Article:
Tuesday, May 31, 2016

Meadow Restoration Project Part 1

            For the past several years, Doug has been restoring a three acre part of his property back to its natural habitat. What originally began as effort to remove dying pine trees from the property has become a much bigger and ultimately more useful project. This week and next week we’ll take a look at the reasons for engaging in habitat restoration as well as the progress Doug has made on his property.

            Doug and his wife, Mary, bought their house in Folsom, Louisiana in 2000. The property had a large number of slash pine trees that were suffering from extreme stress and an infestation of pine beetles that had weakened their trunks. After removing the infested trees from the property, only a bunch of stumps remained. In place of the slash pines, Doug planted grass and brought in a stump grinder to rid the property of several hundred pine stumps. A few years later, the property resembled a small park with some pretty looking trees and a lot of open grassland. The removal of the pine trees, however, had damaged the rest of the underlying ecosystem leaving behind nothing but grass and no plants or other plant life. Unsatisfied with having a hard full of pine trees and grass, Doug planted hardwood trees to supplement and then hopefully replace the pine trees, but Hurricane Katrina put an end to that plan.

The property before the Meadow project 

            The devastating hurricane blew over the remaining pine trees and destroyed many of the newly planted hardwoods as well. The only trees that survived were the oaks, magnolia trees, a pond cypress, and a couple of gum trees. After clearing all the dead trees away, only a few trees and a whole bunch of sizeable craters remained. The grass quickly bounced back resulting in a very large and uneven yard that required more and more effort (and larger and larger tractors) in order to keep the grass from overwhelming the property. With the increased concern over Louisiana’s environmental issues following the storm, Doug took an interest in restoring the property to something suitable to the region.

The original range of Longleaf pines

             His first post-Katrina idea was to restore Longleaf pines to the property. The house sits on the southern Coastal Plain and longleaf pines were the natural habitat before European colonists arrived. Within two hundred years of European colonization, the longleaf pine was virtually extinct. The tree proved very valuable in terms of its commercial potential. French, Spanish, and later American settlers tapped, sapped, and logged the trees, but in doing so destroyed the environment that allowed them to prosper. The same problem confronted Doug and his desire to plant longleaf pines. After consulting with Latimore Smith of the Nature Conservancy about the prospect of adding the trees to the property, Smith suggested a full meadow restoration project. This would revive the natural habitat that allowed longleaf pine trees to grow. Instead of merely planting the trees, now Doug had committed himself to recreating the ecosystem where they had flourished for centuries. And would hopefully grow once again.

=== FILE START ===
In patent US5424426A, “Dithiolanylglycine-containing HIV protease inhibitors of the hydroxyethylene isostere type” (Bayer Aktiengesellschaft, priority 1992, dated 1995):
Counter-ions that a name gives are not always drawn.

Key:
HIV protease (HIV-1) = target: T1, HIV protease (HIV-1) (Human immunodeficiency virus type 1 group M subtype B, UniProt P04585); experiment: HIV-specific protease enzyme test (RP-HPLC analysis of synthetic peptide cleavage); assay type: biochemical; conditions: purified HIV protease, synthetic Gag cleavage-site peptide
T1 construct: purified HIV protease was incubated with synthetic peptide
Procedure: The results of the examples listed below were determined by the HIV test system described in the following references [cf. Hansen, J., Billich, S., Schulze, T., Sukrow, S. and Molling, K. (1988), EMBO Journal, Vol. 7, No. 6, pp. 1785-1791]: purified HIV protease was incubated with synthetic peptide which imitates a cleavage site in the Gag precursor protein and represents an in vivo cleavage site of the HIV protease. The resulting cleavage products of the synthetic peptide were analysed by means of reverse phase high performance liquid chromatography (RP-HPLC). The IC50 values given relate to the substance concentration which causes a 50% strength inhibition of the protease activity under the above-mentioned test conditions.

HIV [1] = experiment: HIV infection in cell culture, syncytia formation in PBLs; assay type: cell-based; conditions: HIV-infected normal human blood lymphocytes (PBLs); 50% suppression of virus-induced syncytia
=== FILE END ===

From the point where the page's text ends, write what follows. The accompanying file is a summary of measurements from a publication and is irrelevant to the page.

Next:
Latimore recommended the expertise of Marc Pastorek, a Mississippi based meadow expert. Pastorek specializes in growing seed and providing consulting services in meadow restoration. After discussing the issue with Pastorek, Doug learned that replanting the plants would be the easy part. After all, they’d evolved over millions of years to grow in the southern Coastal Plain. The tricky part would be managing the area once the project was underway. For millennia, longleaf pine ecosystems thrived in areas prone to massive fires. Every two to three years, fires—mostly caused by lightning strikes—would burn up the grass and leave the longleaf pine, suitable to withstand fire because of its heavy bark, still standing. These fire resistant trees matured and thrived in this environment as fire cleared away the dead plants that surrounded them and provided an opportunity for new plants to grow in their place, replenishing the soil and creating a healthy ecosystem.

The green areas represent longleaf pines and yellow represents the meadow. 

            Pastorek came on board as the “meadow whisperer” and developed a plan to transform approximately three acres of the property into the meadow restoration project (seen above). Having laid out the background for the project, next week we’ll look at what happened once Doug started to put his plan into place. For information about these topics see the Meadow Project’s blog, Marc Pastornek’s work, and the Nature Conversancy

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